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9.2 Important Command-Line Arguments

In a pure BSD environment, nvi is installed under the names ex , vi , and view . Typically they are all links to the same executable, and nvi looks at how it is invoked to determine its behavior. (UNIX vi works this way too.) It allows the Q command from vi mode to switch into ex mode. The view variant is like vi , except that the readonly option is set initially.

nvi has a number of command-line options. The most useful are described here:

-c command

Execute command upon startup. This is the POSIX version of the historical + command syntax, but nvi is not limited to positioning commands. (The old syntax is also accepted.)

-F

Don't copy the entire file when starting to edit. This may be faster, but allows the possibility of someone else changing the file while you're working on it.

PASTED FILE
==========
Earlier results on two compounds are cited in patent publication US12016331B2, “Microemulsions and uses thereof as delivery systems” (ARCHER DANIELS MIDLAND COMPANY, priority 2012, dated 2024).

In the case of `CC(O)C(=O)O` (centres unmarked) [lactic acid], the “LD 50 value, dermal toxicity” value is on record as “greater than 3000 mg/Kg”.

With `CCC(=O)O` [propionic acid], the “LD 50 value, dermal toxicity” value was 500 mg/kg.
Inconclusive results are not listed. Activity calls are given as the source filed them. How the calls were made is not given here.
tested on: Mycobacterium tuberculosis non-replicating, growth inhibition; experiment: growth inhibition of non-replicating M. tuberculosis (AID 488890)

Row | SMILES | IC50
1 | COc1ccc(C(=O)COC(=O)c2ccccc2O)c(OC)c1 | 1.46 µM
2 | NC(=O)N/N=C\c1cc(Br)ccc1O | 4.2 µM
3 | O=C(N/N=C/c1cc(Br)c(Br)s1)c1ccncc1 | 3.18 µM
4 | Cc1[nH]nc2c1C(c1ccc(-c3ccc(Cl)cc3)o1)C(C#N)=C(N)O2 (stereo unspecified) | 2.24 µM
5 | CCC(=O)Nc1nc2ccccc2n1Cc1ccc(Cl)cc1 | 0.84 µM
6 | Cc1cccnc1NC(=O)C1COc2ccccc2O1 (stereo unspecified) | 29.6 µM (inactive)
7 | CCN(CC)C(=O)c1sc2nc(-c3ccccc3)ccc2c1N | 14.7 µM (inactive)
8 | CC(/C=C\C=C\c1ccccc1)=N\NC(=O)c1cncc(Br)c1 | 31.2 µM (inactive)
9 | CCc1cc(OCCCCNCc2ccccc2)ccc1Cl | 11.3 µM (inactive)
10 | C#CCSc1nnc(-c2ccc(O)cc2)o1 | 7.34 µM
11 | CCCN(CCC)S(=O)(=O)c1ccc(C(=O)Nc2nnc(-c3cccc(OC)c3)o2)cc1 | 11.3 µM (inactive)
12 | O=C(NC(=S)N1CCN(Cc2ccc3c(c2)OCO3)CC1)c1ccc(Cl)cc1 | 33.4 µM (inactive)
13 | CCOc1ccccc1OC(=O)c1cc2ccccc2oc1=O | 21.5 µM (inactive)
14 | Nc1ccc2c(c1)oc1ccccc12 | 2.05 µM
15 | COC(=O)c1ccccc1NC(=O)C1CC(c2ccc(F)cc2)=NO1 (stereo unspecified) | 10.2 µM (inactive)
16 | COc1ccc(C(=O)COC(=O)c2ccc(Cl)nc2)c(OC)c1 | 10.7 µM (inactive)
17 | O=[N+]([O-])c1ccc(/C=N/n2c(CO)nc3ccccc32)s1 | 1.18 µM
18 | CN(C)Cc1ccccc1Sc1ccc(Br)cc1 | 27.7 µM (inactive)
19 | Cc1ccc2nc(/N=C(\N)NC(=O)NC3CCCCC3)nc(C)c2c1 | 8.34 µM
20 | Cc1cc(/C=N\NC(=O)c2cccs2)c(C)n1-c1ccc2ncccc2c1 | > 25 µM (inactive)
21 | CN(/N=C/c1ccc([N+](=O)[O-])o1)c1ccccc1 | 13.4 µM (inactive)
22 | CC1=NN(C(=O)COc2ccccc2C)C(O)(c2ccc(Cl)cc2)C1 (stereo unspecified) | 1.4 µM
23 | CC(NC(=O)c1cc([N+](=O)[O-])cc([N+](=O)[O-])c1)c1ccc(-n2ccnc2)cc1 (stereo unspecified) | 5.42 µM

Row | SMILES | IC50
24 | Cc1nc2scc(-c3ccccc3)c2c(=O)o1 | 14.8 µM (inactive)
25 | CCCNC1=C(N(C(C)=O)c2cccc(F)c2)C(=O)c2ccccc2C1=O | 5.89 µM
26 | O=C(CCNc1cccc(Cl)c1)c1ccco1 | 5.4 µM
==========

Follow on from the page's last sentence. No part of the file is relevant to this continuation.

-R

Start in read-only mode, setting the readonly option.

-r

Recover specified files, or if no files are listed on the command line, list all the files that can be recovered.

-S

Run with the secure option set, disallowing access to external programs.[3 ]

[3] As with anything labelled "secure," blind trust is usually inappropriate. Keith Bostic says, though, that you can trust nvi 's secure option.

-s

Enter batch (script) mode. This is only for ex , and is intended for running editing scripts. Prompts and non-error messages are disabled. This is the POSIX version of the historic "-" argument; nvi supports both.

-t tag

Start editing at the specified tag .

-w size

Set the initial window size to size lines.


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